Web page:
Monitor Docker resource metrics with Grafana, InfluxDB, and Telegraf

Datetime:2016-08-24 12:28:14         Topic: Docker          Share        Original >>
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I needed a way to monitor Docker resource usage and metrics (CPU, Memory, Network, Disk). I also wanted historical data, and ideally, pretty graphs that I could navigate and drill into.

Whatever the solution was going to be, it had to be very open and customizable, easy to setup and scale for a production-like environment (stability, size), and ideally cheap/free. But most of all — it had to make sense and really be straight forward.

3 Containers and 10 minutes is all you need

To get this:

There are 3 components that are started via containers:

Grafana (dashboard/visual metrics and analytics)

InfluxDB (time-series DB)

Telegraf (time-series collector) – 1 per Docker host

The idea is that you first launch Grafana, and then launch InfluxDB. You configure Grafana (via the web) to point to InfluxDB’s IP, and then you setup a Telegraf container on each Docker host that you want to monitor. Telegraf collects all the metrics and feeds them into a central InfluxDB, and Grafana displays them.

Setup Tutorial/Examples

In our example, we have a bunch of servers running Docker:

vm01, vm02, vm03 [VM IPs do not matter in this case]

A “data” folder (/data) on each vm for the data mounts.

And we create an empty folder for each container: “/data/grafana”, “/data/influxdb”, “/data/telegraf”

A common network overlay or macvlan network (docker 1.12+) — we use the name “someNetworkName”

Static IPs (either via “–ip” directly, or something like pipework)

We will launch Grafana and InfluxDB on vm01, and a Telegraf container on vm01, vm02, and vm03.

Grafana (10.0.0.10)

InfluxDB (10.0.0.20)

Telegraf (10.0.0.101 on vm01, 10.0.0.102 on vm02, and 10.0.0.103 on vm03)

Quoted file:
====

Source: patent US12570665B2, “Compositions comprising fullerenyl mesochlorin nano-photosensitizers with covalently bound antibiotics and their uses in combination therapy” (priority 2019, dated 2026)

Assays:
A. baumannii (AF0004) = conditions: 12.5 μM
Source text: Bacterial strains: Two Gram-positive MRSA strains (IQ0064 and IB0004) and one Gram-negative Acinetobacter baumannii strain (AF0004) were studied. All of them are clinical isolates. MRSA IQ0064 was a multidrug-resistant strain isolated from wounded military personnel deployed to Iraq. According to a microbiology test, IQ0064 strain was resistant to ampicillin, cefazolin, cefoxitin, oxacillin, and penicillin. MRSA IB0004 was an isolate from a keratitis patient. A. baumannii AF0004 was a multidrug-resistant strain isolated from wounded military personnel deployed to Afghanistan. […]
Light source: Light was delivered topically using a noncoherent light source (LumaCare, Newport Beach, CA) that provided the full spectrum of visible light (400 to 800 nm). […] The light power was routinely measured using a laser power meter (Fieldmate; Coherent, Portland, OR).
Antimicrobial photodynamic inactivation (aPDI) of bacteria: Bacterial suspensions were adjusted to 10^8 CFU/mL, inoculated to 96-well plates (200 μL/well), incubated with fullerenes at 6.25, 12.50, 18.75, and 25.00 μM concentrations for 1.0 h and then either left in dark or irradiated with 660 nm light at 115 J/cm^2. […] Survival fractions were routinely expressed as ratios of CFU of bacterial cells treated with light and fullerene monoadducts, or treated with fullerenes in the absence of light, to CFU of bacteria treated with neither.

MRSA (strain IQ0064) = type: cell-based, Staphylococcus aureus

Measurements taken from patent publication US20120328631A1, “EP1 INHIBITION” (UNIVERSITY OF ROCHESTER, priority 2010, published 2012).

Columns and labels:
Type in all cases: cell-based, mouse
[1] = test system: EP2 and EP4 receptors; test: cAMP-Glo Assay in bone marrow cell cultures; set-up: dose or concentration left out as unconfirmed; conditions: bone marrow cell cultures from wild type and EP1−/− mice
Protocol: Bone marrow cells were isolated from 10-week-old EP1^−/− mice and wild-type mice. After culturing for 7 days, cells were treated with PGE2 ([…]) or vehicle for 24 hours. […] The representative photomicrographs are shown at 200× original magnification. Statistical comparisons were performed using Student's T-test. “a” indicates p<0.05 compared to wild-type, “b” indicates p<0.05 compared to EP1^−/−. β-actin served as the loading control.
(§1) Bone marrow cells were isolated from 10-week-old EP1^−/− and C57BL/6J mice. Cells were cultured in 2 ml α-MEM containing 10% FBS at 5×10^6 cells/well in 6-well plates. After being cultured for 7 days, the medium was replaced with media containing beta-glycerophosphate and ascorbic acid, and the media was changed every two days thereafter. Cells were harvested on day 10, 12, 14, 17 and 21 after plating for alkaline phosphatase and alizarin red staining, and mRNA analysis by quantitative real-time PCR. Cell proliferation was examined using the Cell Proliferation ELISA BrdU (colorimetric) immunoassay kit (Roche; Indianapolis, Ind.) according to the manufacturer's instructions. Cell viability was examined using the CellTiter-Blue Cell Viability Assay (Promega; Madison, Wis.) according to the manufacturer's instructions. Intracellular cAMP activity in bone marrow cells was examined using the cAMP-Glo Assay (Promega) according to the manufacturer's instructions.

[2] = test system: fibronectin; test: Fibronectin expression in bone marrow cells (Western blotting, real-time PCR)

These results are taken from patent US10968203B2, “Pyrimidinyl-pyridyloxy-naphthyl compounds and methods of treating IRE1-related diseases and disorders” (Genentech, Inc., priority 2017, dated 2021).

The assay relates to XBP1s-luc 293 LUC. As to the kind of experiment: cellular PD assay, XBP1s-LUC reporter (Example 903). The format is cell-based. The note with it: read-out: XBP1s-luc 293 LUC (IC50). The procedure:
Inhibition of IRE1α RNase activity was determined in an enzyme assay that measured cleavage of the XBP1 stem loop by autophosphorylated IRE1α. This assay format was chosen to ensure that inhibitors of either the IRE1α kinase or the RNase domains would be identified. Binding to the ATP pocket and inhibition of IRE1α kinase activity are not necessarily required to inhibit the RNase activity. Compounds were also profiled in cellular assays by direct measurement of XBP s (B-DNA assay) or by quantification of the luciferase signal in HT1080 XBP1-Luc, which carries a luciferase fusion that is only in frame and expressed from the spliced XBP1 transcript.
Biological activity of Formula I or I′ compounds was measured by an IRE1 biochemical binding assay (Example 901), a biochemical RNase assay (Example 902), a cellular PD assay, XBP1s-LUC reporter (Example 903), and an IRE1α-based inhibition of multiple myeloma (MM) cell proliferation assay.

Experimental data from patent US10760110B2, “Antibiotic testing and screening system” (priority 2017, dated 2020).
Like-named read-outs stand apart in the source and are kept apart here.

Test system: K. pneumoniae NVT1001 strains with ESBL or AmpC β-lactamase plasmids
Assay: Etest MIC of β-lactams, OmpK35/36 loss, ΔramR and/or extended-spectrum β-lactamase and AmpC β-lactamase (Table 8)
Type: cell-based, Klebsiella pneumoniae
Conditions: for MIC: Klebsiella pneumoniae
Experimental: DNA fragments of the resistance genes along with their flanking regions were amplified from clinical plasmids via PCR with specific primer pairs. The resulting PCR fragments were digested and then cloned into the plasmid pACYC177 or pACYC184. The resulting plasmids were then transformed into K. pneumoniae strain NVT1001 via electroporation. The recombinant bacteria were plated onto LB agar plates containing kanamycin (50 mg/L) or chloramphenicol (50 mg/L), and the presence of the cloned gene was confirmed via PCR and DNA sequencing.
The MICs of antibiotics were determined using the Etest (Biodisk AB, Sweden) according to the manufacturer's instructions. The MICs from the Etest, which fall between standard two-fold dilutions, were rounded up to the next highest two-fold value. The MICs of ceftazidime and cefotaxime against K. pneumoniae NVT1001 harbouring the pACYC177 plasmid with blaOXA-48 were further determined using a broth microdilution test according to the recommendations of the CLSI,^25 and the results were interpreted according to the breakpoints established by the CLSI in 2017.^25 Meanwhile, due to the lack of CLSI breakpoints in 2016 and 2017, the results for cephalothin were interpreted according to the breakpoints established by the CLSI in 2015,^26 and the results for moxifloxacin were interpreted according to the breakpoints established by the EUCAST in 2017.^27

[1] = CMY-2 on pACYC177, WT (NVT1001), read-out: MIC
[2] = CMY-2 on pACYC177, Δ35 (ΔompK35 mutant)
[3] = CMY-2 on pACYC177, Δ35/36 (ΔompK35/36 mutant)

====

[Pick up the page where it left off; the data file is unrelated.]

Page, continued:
Grafana

Beautiful metric and analytics dashboard. Ideal for visualization and querying of time series data.

This is the first container you will launch on vm01:

(note: you are mounting the dirs so that you can access/change the configs, and data that is generated. Dirs can be empty)

 
dockerrun --restart=always -d --net=someNetworkName --ip=10.0.0.10 \
 --namegrafana \
 --hostnamegrafana \
 -v /data/grafana/var/lib/grafana:/var/lib/grafana \
 -v /data/grafana/etc/grafana:/etc/grafana \
 -v /data/grafana/var/log/grafana:/var/log/grafana \
 -p 3000:3000 \
 -e "GF_SERVER_ROOT_URL=http://10.0.0.10"  \
 -e "GF_SECURITY_ADMIN_PASSWORD=somepasswordhere"  \
 grafana/grafana
 

InfluxDB

Time-series data storage. A database designed for time-series data. Very easy to use, and feeds data into Grafana. It can accept data from many tools, specifically collectors like Telegraf.

First generate a config file:

 
dockerrun --rminfluxdbinfluxdconfig > /data/influxdb/influxdb.conf
 

Then run the container as your second container on vm01:

 
dockerrun --restart=always -d --net=someNetworkName --ip=10.0.0.20 \
 --name=influxdb \
 --hostname=influxdb \
 -p 8083:8083 -p 8086:8086 \
 -v /data/influxdb:/var/lib/influxdb \
 -v /data/influxdb/influxdb.conf:/etc/influxdb/influxdb.conf:ro \
 influxdb -config /etc/influxdb/influxdb.conf
 

Telegraf

Time-series data collection. This uses a config to know what data to collect and where to feed it.

First generate a config file:

 
dockerrun --rmtelegraf -sample-config > /data/telegraf/telegraf.conf
 

Edit the config and just enable the Docker portion (uncomment the “[[inputs.docker]]” section until the timeout)

Then run the container as your third container on vm01 (and later on vm02, and vm03, with changes bellow code):

 
dockerrun -d --restart=always --net=admin01 --ip=10.0.0.101 \
 --add-host="influxdb:10.0.0.20"\
 --name=stats-s01 \
 --hostname=vm01 \
 -e "HOST_PROC=/rootfs/proc" \
 -e "HOST_SYS=/rootfs/sys" \
 -e "HOST_ETC=/rootfs/etc" \
 -v /data/telegraf/telegraf.conf:/etc/telegraf/telegraf.conf:ro \
 -v /var/run/docker.sock:/var/run/docker.sock:ro \
 -v /sys:/rootfs/sys:ro -v /proc:/rootfs/proc:ro 







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